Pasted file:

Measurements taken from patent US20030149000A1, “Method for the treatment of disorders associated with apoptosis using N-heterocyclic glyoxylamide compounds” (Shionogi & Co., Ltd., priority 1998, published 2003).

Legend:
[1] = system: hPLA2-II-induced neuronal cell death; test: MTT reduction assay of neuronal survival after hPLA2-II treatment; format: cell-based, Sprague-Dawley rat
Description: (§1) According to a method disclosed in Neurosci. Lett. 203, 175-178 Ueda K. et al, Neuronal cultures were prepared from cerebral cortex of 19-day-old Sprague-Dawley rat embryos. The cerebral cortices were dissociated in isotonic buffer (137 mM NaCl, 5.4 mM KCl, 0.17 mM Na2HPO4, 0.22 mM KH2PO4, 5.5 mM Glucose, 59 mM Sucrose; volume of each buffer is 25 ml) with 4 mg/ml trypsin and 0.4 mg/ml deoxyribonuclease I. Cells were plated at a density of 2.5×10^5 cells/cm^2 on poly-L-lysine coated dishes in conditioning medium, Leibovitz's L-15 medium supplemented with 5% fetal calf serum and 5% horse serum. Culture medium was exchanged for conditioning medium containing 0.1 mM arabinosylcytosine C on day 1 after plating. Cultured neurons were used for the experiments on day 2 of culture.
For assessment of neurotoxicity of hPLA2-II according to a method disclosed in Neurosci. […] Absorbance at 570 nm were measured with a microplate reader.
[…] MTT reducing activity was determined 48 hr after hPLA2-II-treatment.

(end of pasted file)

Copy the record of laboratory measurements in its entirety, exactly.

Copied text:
Measurements taken from patent US20030149000A1, “Method for the treatment of disorders associated with apoptosis using N-heterocyclic glyoxylamide compounds” (Shionogi & Co., Ltd., priority 1998, published 2003).

Legend:
[1] = system: hPLA2-II-induced neuronal cell death; test: MTT reduction assay of neuronal survival after hPLA2-II treatment; format: cell-based, Sprague-Dawley rat
Description: (§1) According to a method disclosed in Neurosci. Lett. 203, 175-178 Ueda K. et al, Neuronal cultures were prepared from cerebral cortex of 19-day-old Sprague-Dawley rat embryos. The cerebral cortices were dissociated in isotonic buffer (137 mM NaCl, 5.4 mM KCl, 0.17 mM Na2HPO4, 0.22 mM KH2PO4, 5.5 mM Glucose, 59 mM Sucrose; volume of each buffer is 25 ml) with 4 mg/ml trypsin and 0.4 mg/ml deoxyribonuclease I. Cells were plated at a density of 2.5×10^5 cells/cm^2 on poly-L-lysine coated dishes in conditioning medium, Leibovitz's L-15 medium supplemented with 5% fetal calf serum and 5% horse serum. Culture medium was exchanged for conditioning medium containing 0.1 mM arabinosylcytosine C on day 1 after plating. Cultured neurons were used for the experiments on day 2 of culture.
For assessment of neurotoxicity of hPLA2-II according to a method disclosed in Neurosci. […] Absorbance at 570 nm were measured with a microplate reader.
[…] MTT reducing activity was determined 48 hr after hPLA2-II-treatment.